Josh G (mx) wrote: Ah, Rich Christiano: how do I love thee? Let me count the ways. Unidentified is about two reporters for a very prestigious, fair and balanced magazine (called "Both Sides") who are investigating a series of UFO sightings across the southern United States. One of the reporters is Keith, a polite and level-headed Christian guy who just wants to get to the bottom of the story. The other is Brad, your typical atheist character: a jackass who interrupts people while talking, speaks with dripping sarcasm and a constant sneer, and blames the UFO sightings on... yes, weather balloons. The movie can be summed up with a single conversation between our atheist Brad and an old man who used to work for a Special Ops force that sought out UFOs, but who is now an adamant Christian: Brad: Now that you've got religion, you think the unexplained must be demonic? Old Man:: Yes. Yes, I do. That's about the extent of the Christiano perspective on the world. If they don't understand it, it's evil. Nice guy Keith eventually begins to seek the help of a co-worker named Darren during his interviews with the people who have seen the flying saucers. Darren is 100% behind Jesus, which makes him even more of a jackass than Brad is -- and frankly, kind of frightening, too, in the way that he angrily confronts people that are dabbling in Wicca. Darren, combined with Brad's constant persecution! are slowly leading Keith back to God. Keith has forgotten to read his Bible, but soon becomes convinced that he must return to the good book before he can truly solve the mystery of the UFOs. He'd better figure it out soon, because many of the people he's interviewing are speaking of shadowy government figures that are telling the witnesses not to speak about their experiences. Are the UFOs really demons, as Darren says? If so, is the government working for Satan? When Brad confronts Keith on what he thinks of the Bible, Keith says that he believes it is the one true word of God. He realizes he has been a fool for not reading his Bible every day, and runs to his cabinet to retrieve it. I had to laugh as the word King James Version were printed on the spine in bright, gold letters. Seems the one true word of God comes in many different versions, eh? After a long series of repetitive interviews and arguments (classic Christiano!), the movie comes to a hasty conclusion that offers absolutely zero resolution for any of the story arcs. There's a sort of scare that convinces Brad that "that Christian 'Rapture' thing" may be happening, see, because atheists have never heard of the Rapture before. Then Darren finishes in a very shocking manner, telling Brad that he has nothing to worry about since obviously God doesn't exist... or does he? It's interesting: these movies never seem to offer any reasons TO believe in God/Jesus, and instead their arguments invariably boil down to, "Well, what if we're right? Won't you be sad?" It's never, "This is why we're right." It's always, always some sort of version of Pascal's Wager where the Christian guy shrugs and says that he's lost nothing if God doesn't exist, but the atheist guy is going to have to burn in eternal torment if he's wrong. Of course, the Christian guy never seems to consider the possibility that Judaism, Islam, or any one of the hundreds of other Christian denominations could be the correct one. And he never realizes that if he's wrong, he hasn't "lost nothing" -- he's lost much of his life. Unidentified is not absurd enough to be funny, as many of the Christiano brothers' other films are. But luckily, it's also not so repetitive as to be painfully dull... as many of the Christiano brothers' other films are. In the realm of Christian cinema, most of this movie is pretty okay. But the third act's complete disregard for every plot-line that had come before really, really hurts the film. Really.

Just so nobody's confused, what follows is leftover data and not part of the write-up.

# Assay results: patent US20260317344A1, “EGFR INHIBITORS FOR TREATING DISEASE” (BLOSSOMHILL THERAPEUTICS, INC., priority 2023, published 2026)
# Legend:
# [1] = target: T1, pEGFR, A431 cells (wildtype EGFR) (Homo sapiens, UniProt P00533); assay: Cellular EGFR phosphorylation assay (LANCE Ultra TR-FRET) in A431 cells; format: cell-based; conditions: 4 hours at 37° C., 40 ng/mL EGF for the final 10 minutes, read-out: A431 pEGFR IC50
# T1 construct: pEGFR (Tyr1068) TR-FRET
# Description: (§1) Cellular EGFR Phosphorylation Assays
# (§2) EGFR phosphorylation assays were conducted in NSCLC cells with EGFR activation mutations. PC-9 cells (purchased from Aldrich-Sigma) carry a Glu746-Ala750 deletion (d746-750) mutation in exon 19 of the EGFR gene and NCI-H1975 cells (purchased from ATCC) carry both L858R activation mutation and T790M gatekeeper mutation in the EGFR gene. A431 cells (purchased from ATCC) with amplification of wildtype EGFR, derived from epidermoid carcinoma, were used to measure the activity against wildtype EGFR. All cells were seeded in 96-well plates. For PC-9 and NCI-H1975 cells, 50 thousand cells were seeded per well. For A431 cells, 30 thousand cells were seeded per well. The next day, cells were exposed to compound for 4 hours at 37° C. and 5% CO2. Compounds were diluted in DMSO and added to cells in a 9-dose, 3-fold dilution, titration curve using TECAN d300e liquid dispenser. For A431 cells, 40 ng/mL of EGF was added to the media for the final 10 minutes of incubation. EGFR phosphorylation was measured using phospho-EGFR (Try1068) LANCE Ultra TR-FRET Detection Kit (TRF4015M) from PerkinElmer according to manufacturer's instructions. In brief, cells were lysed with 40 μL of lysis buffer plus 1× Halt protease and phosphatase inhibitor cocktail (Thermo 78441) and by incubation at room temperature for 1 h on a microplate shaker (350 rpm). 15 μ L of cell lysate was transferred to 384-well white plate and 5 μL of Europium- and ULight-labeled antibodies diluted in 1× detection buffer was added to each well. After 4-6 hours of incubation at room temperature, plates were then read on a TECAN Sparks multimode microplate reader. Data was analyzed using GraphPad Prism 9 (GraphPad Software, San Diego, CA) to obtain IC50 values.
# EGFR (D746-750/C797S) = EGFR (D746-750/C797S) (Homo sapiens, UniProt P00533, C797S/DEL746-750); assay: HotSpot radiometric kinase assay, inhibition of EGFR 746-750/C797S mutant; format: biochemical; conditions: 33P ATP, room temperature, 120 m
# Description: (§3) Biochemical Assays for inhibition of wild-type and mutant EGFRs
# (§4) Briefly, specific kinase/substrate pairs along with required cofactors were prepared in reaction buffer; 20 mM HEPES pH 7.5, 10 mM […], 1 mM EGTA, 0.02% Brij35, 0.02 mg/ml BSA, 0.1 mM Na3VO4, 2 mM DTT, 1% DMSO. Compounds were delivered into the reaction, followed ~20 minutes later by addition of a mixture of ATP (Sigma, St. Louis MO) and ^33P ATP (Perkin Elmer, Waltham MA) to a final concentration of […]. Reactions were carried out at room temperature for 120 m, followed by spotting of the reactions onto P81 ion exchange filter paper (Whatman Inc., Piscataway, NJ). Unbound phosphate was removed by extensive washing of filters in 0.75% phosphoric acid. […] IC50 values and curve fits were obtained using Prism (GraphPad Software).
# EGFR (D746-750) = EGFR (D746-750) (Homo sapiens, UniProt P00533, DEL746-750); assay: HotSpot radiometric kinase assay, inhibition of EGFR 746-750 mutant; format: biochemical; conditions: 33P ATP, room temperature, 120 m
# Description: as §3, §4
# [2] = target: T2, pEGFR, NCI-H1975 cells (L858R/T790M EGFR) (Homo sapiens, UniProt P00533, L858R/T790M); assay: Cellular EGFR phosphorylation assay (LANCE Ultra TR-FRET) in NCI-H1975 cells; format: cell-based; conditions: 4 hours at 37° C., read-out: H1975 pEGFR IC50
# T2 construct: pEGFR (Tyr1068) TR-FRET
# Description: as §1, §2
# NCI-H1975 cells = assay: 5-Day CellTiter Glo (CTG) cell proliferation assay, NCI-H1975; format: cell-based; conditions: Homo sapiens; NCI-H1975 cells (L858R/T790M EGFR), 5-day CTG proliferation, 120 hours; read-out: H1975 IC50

Darren D (es) wrote: Low budget but effective horror movie. Suspenseful and creepy right until the end, which is what you expect from a horror movie. Worth watching!